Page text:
A Letter to Activewear Brands That Want to Design For Plus-Size People — Do Better


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Dear brands that design activewear for plus-size people, this one’s for you.

Something that continuously grinds my gears is the fact that you pump out 100+ new designs before expanding your size range due to public pressure. Then once you finally expand your size range, every piece looks like a poncho with a pair of unsupportive bottoms.

With each announcement of an expansion into plus sizes I get my hopes up that you will debut your popular straight-size styles tailored for plus-size people. More often than not, that is not the case.

Where’s the Color in Plus-Size Activewear?

I often notice that each plus-size collection consists of black, white, beige, a muted purple, navy, and leopard print. Plus-size people like color. Give us color!

So many times I gasp in glee when an item’s color (or pattern) catches my eye, only to find out that the plus-size version doesn’t come in said color. As a native New Yorker, I love having so many black options to choose from, but a splash of neon would be greatly appreciated.

Why Isn’t There a Variety of Figures Represented in Plus-Size Activewear?

Along with the lackluster color options, we need to talk about the fit of plus-size activewear. If I see one more shirt or sweater listed as “oversized” I’m going to slam my laptop shut. You can offer body-hugging tops, too.

You need to broaden your viewpoints beyond your personal connections to offer a large swath of options for plus-size people. FYI: We come in a range of shapes that aren’t just the heavily promoted hourglass figure. Fit models exist — hire them.

Stop scaling your current designs from straight sizes and focus on how you fit each piece of clothing specifically for plus-size people.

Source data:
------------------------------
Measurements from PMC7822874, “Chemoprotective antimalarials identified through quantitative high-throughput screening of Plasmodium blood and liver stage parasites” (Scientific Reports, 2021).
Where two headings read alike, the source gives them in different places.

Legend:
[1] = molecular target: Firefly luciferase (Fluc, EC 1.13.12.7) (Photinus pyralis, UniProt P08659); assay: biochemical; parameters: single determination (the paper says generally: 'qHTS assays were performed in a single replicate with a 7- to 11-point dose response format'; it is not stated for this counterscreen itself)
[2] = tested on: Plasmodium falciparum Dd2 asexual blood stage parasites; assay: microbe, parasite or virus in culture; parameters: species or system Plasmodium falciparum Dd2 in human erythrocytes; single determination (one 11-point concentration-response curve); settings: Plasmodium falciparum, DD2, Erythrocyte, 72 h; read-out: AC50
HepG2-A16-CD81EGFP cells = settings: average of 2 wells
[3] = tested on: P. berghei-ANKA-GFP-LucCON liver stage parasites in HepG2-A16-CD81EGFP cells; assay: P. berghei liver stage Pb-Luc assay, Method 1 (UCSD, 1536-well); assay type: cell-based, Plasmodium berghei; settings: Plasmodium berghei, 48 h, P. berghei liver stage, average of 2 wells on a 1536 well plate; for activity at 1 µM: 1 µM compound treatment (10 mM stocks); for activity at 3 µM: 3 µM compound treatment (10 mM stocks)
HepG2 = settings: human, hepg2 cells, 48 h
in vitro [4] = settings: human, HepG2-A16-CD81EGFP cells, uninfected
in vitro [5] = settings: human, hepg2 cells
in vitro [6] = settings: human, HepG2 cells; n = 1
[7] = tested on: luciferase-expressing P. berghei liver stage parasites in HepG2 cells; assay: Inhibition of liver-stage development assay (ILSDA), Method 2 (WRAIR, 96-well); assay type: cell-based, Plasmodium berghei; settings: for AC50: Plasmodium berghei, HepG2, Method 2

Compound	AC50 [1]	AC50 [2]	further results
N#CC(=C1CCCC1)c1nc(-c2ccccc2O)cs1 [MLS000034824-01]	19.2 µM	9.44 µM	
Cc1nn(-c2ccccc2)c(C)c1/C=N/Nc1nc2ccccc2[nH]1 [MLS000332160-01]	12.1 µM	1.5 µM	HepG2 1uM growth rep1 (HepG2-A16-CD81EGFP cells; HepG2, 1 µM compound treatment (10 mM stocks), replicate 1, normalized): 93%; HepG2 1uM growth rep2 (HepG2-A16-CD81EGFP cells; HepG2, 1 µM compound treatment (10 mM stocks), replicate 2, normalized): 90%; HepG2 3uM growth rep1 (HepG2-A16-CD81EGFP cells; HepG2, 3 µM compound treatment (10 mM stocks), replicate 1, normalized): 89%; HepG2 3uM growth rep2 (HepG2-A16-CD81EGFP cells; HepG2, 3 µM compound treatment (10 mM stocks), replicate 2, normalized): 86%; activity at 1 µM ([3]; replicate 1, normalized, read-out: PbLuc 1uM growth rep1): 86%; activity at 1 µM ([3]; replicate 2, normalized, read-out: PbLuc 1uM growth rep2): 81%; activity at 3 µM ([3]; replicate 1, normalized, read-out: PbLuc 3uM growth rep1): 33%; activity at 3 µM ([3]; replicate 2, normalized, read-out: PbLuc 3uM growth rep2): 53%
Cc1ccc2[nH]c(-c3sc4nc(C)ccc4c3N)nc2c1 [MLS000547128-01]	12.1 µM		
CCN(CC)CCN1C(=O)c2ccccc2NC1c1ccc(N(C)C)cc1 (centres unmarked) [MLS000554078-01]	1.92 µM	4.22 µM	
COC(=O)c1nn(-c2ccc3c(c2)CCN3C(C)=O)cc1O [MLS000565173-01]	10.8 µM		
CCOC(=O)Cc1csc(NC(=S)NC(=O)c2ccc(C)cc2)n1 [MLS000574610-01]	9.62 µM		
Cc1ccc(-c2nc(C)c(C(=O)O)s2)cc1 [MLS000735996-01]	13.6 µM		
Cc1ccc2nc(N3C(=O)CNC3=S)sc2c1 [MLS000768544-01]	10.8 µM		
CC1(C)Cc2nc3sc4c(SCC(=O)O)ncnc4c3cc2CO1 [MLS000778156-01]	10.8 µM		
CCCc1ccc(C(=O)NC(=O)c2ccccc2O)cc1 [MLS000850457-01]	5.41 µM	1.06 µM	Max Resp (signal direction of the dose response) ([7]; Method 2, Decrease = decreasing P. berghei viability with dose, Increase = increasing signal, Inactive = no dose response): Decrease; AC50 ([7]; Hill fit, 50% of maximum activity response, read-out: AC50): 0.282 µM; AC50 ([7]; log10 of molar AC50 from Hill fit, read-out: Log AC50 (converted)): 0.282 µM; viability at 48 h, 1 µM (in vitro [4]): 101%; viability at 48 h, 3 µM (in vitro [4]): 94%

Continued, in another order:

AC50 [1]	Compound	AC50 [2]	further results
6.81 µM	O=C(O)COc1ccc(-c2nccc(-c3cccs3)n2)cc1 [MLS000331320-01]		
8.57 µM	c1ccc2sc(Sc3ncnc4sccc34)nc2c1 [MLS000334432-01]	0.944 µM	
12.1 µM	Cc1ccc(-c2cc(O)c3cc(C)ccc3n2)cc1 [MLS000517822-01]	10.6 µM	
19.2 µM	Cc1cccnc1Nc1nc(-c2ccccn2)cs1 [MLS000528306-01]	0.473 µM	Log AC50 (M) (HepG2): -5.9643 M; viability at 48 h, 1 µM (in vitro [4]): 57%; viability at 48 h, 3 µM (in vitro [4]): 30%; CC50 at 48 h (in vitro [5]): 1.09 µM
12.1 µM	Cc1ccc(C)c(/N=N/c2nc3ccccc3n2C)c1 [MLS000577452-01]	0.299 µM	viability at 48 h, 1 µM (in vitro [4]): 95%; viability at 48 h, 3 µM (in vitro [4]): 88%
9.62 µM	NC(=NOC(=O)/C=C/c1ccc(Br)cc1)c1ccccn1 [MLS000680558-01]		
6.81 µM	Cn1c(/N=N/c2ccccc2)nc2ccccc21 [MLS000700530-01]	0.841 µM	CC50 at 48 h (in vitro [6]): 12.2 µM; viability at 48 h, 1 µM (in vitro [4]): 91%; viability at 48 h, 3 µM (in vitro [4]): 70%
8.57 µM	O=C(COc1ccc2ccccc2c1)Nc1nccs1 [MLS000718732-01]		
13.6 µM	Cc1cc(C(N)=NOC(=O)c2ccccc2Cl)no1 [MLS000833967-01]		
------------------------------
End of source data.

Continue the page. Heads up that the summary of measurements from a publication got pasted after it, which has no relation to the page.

Speaking of options, can we get more than one type of bra? For some reason the expansion of sizes in bras rarely translates to enlarging it enough so that it actually covers the bust. People with bra sizes beyond a DD want to exercise without worrying about their shoulders hurting from tiny straps or an accidental nip slip from fabric that doesn’t come up high enough on the chest — that goes for shelf bras, too. We need busty and nonbusty options.

Sometimes, the neckline isn’t the culprit in having a busty plus-size person on edge about a nip slip. Sometimes, the arm holes are so large that the possibility for side spillage increases far more than it needs to. Stop thinking about how many flossy thin straps you can put at the back of a bra for social media and focus on functionality.

Let’s Take a Deep Breath Before We Talk About Bottoms

As a tall, plus-size woman, the most frustrating experience is witnessing a brand that carries petite, regular, and tall inseams claim to be expanding their size range and only end up expanding in the regular inseams. If you’re going to expand your size range, include everyone.

Along with the lack of expansion across inseams, the shape of plus-size bottoms can be incredibly disappointing. Depending on the brand, plus-size bottoms are built like an unsupportive tube that slips during a workout, fit in the thighs but not the waist, or can’t even cover our bottoms because the compression fabric is too tight. When it comes to skirts, there is a huge need for more variety in length. A skort with a three-inch inseam won’t cut it!

This lack of attention to detail when it comes to designing specifically for our bodies makes it even more difficult to find a properly fitting bottom. On that note, not all plus-size people are the same shape or want a selection of only high-rise bottoms.

You Have the Money. Take the “Risk.”

The athleisure market is currently valued at $306.62 billion and is only expected to grow. One study shows that by 2028 the market is expected to be worth $549.41 billion.

How about you pump the millions of dollars going toward creating 100+ pieces of clothing that only go up to a size XL into expanding your size range (beyond a 3XL), offer non-neutral colors, and debut a variety of silhouettes for plus-size people of all shapes. Stop scaling your current designs from straight sizes and focus on how you fit each piece of clothing specifically for plus-size people!

Something that I’ve heard from industry professionals is that the hesitation for experimenting with designs and colors for plus sizes comes from a lack of sales data that companies will make a return on their investment. I’d like to make it very clear to anyone who designs or sells plus-size activewear that you will never have sales data if you never sell to that base in the first place.


An extremely tired, tall, and plus-size fitness professional

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